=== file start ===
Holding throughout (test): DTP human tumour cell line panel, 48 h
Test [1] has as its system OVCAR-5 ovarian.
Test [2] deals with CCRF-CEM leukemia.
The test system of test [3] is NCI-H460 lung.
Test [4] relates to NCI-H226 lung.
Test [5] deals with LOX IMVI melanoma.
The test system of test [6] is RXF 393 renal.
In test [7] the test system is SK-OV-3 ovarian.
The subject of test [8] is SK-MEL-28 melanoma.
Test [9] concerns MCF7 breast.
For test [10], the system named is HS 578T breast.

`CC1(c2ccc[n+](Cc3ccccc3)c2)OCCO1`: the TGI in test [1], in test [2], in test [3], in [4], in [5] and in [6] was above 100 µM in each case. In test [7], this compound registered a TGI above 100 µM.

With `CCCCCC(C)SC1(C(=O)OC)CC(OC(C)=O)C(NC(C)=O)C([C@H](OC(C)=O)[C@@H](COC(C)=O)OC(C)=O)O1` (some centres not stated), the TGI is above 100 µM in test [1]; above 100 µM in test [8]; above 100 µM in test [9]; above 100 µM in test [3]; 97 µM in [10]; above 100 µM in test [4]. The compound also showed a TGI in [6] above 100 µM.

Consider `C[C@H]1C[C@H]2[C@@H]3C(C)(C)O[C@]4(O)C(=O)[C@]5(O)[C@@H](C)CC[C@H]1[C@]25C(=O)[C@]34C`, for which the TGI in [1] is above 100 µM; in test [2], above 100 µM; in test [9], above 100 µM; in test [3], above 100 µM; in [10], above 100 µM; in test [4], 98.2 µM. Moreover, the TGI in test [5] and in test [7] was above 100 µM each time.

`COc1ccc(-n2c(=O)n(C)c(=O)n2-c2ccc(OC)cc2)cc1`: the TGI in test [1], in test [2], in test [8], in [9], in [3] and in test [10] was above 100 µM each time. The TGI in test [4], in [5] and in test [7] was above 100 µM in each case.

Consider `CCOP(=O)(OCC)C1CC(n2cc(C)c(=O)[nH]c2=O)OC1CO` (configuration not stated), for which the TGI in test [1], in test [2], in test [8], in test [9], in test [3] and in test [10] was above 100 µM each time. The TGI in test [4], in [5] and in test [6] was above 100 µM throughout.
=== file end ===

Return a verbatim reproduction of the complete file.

Holding throughout (test): DTP human tumour cell line panel, 48 h
Test [1] has as its system OVCAR-5 ovarian.
Test [2] deals with CCRF-CEM leukemia.
The test system of test [3] is NCI-H460 lung.
Test [4] relates to NCI-H226 lung.
Test [5] deals with LOX IMVI melanoma.
The test system of test [6] is RXF 393 renal.
In test [7] the test system is SK-OV-3 ovarian.
The subject of test [8] is SK-MEL-28 melanoma.
Test [9] concerns MCF7 breast.
For test [10], the system named is HS 578T breast.

`CC1(c2ccc[n+](Cc3ccccc3)c2)OCCO1`: the TGI in test [1], in test [2], in test [3], in [4], in [5] and in [6] was above 100 µM in each case. In test [7], this compound registered a TGI above 100 µM.

With `CCCCCC(C)SC1(C(=O)OC)CC(OC(C)=O)C(NC(C)=O)C([C@H](OC(C)=O)[C@@H](COC(C)=O)OC(C)=O)O1` (some centres not stated), the TGI is above 100 µM in test [1]; above 100 µM in test [8]; above 100 µM in test [9]; above 100 µM in test [3]; 97 µM in [10]; above 100 µM in test [4]. The compound also showed a TGI in [6] above 100 µM.

Consider `C[C@H]1C[C@H]2[C@@H]3C(C)(C)O[C@]4(O)C(=O)[C@]5(O)[C@@H](C)CC[C@H]1[C@]25C(=O)[C@]34C`, for which the TGI in [1] is above 100 µM; in test [2], above 100 µM; in test [9], above 100 µM; in test [3], above 100 µM; in [10], above 100 µM; in test [4], 98.2 µM. Moreover, the TGI in test [5] and in test [7] was above 100 µM each time.

`COc1ccc(-n2c(=O)n(C)c(=O)n2-c2ccc(OC)cc2)cc1`: the TGI in test [1], in test [2], in test [8], in [9], in [3] and in test [10] was above 100 µM each time. The TGI in test [4], in [5] and in test [7] was above 100 µM in each case.

Consider `CCOP(=O)(OCC)C1CC(n2cc(C)c(=O)[nH]c2=O)OC1CO` (configuration not stated), for which the TGI in test [1], in test [2], in test [8], in test [9], in test [3] and in test [10] was above 100 µM each time. The TGI in test [4], in [5] and in test [6] was above 100 µM throughout.